I love this master class, and to be quite honest I think I fell love with him a little bit. I don’t want to be a playwright, or even write. I took the class because I thought the subject was interesting. But I learned a lot from this master class, about life in general. This man is brilliant! I have a different way of looking at things now. It was one of my favorites.


A fellow student

There is an editing error. The contents of the lesson are repeated within the final segment.

Jared B.

My favorite part of this lesson is the revisiting of the 3 unities. Because while it was birthed from a time where drams were heavily restricted by resources, it really brings to light some modern stories that really blossom and perform well be taking place in one location, within 48 hours, and the completion of a single goal. I think back to a film like Panic Room, Phone Booth, or even most recently The Invitation. Very simple stories told concisely, in one spot, and following a hero. This is the kind of story I wanna brew during this Quarantine haha.

André Z.

Mamet's point about the "job" of drama being entertainment was striking. Inside of entertainment can be thought-provoking, emotional or political ideas. Even Mamet's plays have provoked the audience to reflect on themselves, think about the world they live in or even think about change. All of this is wrapped in the cloak of entertainment. If you do not entertain you lose the audience, so if one has a call to write albeit political, spiritual or anything else, it won't go forward without the engine of entertainment. It's important to keep entertainment which is synonymous with engagement to move an audience.

Gabriela R.

Great! Good drama does´t teach . At the same time good drama make the audience feel wiser at the end....

Tolga C.

I more and more understand, what it means to bleed, when to write. In the masterclass with Joyce Carol Oaets Hemmingway was mentioned several times - he was a man of action and didn´t just write about stuff. Kind of method-writing. :-) Many horror movies feel like, that the filmmakers just wanted to have fun on set and live the cliché; I asked myself, what´s it´s like to go out of ones comfort zone and experience horror - to open the door to pain, anger and desperation. More and more I understand, that authors take it upon themselves to suffer.. not easy. The hero structure I have heard of already, but to take such a close connection to the hero, I haven´t thought about, yet. Interesting thoughts.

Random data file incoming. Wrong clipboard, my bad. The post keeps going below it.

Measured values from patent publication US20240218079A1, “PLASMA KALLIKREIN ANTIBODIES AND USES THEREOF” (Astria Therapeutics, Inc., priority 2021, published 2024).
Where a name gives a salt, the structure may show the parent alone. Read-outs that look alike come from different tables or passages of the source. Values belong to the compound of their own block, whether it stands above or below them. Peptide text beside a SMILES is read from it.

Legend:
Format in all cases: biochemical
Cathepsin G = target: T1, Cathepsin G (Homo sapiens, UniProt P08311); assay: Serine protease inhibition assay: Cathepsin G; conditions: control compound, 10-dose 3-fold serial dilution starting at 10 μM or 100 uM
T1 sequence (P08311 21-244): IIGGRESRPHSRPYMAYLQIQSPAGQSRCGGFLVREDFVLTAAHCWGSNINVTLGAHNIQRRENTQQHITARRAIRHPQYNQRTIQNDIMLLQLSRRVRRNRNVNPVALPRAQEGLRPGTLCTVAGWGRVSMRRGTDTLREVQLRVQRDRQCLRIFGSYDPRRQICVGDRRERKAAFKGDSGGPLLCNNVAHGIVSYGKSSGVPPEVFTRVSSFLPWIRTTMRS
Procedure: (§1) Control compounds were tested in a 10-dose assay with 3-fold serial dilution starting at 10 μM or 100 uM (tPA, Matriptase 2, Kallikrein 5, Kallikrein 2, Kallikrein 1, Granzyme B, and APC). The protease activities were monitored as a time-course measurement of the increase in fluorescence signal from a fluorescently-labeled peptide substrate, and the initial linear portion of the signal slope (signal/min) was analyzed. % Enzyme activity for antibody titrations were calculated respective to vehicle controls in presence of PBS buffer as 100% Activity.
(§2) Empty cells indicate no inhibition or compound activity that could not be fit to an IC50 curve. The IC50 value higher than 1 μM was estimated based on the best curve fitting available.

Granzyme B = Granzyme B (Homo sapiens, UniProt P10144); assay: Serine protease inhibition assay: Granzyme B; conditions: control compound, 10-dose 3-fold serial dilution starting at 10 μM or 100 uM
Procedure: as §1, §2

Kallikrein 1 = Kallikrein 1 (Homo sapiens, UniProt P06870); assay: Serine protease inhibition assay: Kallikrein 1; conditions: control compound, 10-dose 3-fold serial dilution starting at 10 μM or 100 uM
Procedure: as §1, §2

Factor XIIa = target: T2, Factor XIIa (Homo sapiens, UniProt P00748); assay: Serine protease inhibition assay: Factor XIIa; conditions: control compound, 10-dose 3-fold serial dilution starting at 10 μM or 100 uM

Philip V.

I don't think Mamet is declaring that the audience doesn't "learn" from a story. He is, rather, declaring that the initial spark (the writer's intention), shouldn't derive from a need to teach or inform. Not that this isn't needed or valid. Only that we already have genres for this style. This is the domain of non-fiction, or Errol Morris. Or Moises Kaufman. It may also explain why works like "The Laramie Project," while feeling necessary and powerful, also feel, at turns, preachy and teachy. That is, without the "surprise" of fictional narrative. In the end, it's not the "teaching" that lights the fire. It's the enlightening. When the Hero seizes on (Aristotelian) recognition, as Mamet notes, we the audience recognize our own universal sameness--we are also the "poor schmo." We are also, along with the Hero, enlightened. Is this the same as educated? Maybe so. It just far more entertaining because we didn't just kill our father and sleep with our mother!

Quinn D.

I'm unsure on the bit about the purpose of drama not being to teach. If the purpose is just to entertain, what differentiates intelligent drama from your regular high octane explosion fest?

Lila O.

I am in shock with the great statement of Mr Mamet. Entertaining its the goal and I am like a nun trying to tell something to change lives haha but I understand now what Mamet is telling!!! Smart entertainment inevitably leads us to connect the dots and find the meaning of the epic. If the starting point is to "teach" something, we put ourselves in a pulpit and grace does not appear, ever. We are not smarter, enlighten, better than our readers...

Kristina T.

Chapter "Purpose of drama" feels like it is my own beliefs and conclusions about drama and the human nature brilliantly put into words. Thank you! You've given my thoughts shape and direction.

A fellow student

I'm enjoying listening to what David Mamet has to say. It's obvious he speaks from the heart, and his advice is interesting and enlightening.